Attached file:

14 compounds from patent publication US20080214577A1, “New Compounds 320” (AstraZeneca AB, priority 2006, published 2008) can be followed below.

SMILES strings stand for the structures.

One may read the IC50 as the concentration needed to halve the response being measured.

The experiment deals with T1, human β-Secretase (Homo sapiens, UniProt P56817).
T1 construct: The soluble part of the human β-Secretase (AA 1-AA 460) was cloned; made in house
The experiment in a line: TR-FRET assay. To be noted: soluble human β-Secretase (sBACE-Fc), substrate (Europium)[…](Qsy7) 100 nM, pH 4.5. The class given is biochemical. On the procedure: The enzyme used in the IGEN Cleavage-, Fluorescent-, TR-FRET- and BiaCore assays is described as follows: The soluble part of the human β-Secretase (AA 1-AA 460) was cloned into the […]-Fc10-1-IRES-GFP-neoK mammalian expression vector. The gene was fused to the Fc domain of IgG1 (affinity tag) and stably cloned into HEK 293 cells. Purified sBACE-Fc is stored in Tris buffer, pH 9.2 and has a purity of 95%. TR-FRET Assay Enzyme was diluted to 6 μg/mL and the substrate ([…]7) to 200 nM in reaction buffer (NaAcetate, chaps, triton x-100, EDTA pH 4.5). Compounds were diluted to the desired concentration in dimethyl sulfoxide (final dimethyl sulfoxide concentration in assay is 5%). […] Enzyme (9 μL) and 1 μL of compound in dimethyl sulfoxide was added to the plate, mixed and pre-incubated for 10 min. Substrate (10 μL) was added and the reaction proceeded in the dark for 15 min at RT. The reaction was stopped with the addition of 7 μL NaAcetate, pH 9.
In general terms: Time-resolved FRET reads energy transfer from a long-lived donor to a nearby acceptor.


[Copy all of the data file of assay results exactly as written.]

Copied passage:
14 compounds from patent publication US20080214577A1, “New Compounds 320” (AstraZeneca AB, priority 2006, published 2008) can be followed below.

SMILES strings stand for the structures.

One may read the IC50 as the concentration needed to halve the response being measured.

The experiment deals with T1, human β-Secretase (Homo sapiens, UniProt P56817).
T1 construct: The soluble part of the human β-Secretase (AA 1-AA 460) was cloned; made in house
The experiment in a line: TR-FRET assay. To be noted: soluble human β-Secretase (sBACE-Fc), substrate (Europium)[…](Qsy7) 100 nM, pH 4.5. The class given is biochemical. On the procedure: The enzyme used in the IGEN Cleavage-, Fluorescent-, TR-FRET- and BiaCore assays is described as follows: The soluble part of the human β-Secretase (AA 1-AA 460) was cloned into the […]-Fc10-1-IRES-GFP-neoK mammalian expression vector. The gene was fused to the Fc domain of IgG1 (affinity tag) and stably cloned into HEK 293 cells. Purified sBACE-Fc is stored in Tris buffer, pH 9.2 and has a purity of 95%. TR-FRET Assay Enzyme was diluted to 6 μg/mL and the substrate ([…]7) to 200 nM in reaction buffer (NaAcetate, chaps, triton x-100, EDTA pH 4.5). Compounds were diluted to the desired concentration in dimethyl sulfoxide (final dimethyl sulfoxide concentration in assay is 5%). […] Enzyme (9 μL) and 1 μL of compound in dimethyl sulfoxide was added to the plate, mixed and pre-incubated for 10 min. Substrate (10 μL) was added and the reaction proceeded in the dark for 15 min at RT. The reaction was stopped with the addition of 7 μL NaAcetate, pH 9.
In general terms: Time-resolved FRET reads energy transfer from a long-lived donor to a nearby acceptor.